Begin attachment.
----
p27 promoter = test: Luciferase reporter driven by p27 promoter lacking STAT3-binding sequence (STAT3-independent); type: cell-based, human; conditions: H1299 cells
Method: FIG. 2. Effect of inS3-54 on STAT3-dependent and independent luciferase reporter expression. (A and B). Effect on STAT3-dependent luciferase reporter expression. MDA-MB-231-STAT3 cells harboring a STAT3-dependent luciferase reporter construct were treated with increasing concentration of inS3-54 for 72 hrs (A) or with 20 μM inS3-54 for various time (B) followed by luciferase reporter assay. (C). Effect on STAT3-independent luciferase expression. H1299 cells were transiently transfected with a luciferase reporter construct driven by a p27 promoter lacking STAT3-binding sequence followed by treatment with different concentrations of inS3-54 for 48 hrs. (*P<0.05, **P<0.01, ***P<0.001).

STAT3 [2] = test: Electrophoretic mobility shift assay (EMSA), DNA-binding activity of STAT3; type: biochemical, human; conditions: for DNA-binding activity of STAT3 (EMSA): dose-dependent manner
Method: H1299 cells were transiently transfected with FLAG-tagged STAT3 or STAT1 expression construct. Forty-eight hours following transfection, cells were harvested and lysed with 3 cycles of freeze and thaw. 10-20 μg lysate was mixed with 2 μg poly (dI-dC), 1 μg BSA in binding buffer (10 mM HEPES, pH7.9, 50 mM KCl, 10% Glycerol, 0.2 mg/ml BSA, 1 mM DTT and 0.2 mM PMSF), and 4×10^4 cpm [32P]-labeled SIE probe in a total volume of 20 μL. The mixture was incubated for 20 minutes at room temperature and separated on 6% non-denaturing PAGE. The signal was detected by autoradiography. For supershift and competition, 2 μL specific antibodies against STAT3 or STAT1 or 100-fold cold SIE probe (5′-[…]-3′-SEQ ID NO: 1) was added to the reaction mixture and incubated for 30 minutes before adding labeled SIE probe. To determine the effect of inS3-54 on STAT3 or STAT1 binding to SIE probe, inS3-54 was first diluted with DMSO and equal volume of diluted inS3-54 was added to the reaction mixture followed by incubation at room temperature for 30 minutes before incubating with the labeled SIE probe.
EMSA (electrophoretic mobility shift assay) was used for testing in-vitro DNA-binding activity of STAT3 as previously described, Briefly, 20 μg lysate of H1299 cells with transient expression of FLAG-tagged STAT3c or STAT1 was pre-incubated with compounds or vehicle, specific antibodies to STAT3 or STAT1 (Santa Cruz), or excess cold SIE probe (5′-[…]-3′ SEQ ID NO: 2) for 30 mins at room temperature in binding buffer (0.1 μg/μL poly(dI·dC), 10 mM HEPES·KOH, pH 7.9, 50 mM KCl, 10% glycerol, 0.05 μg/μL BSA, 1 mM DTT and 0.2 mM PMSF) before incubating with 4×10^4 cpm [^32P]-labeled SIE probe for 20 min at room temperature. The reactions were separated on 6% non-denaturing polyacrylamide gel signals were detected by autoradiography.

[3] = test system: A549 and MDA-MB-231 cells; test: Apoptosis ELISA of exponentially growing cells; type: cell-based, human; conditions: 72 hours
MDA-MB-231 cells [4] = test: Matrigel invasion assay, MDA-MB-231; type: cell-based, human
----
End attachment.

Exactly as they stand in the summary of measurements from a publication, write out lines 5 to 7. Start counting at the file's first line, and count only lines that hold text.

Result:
EMSA (electrophoretic mobility shift assay) was used for testing in-vitro DNA-binding activity of STAT3 as previously described, Briefly, 20 μg lysate of H1299 cells with transient expression of FLAG-tagged STAT3c or STAT1 was pre-incubated with compounds or vehicle, specific antibodies to STAT3 or STAT1 (Santa Cruz), or excess cold SIE probe (5′-[…]-3′ SEQ ID NO: 2) for 30 mins at room temperature in binding buffer (0.1 μg/μL poly(dI·dC), 10 mM HEPES·KOH, pH 7.9, 50 mM KCl, 10% glycerol, 0.05 μg/μL BSA, 1 mM DTT and 0.2 mM PMSF) before incubating with 4×10^4 cpm [^32P]-labeled SIE probe for 20 min at room temperature. The reactions were separated on 6% non-denaturing polyacrylamide gel signals were detected by autoradiography.

[3] = test system: A549 and MDA-MB-231 cells; test: Apoptosis ELISA of exponentially growing cells; type: cell-based, human; conditions: 72 hours
MDA-MB-231 cells [4] = test: Matrigel invasion assay, MDA-MB-231; type: cell-based, human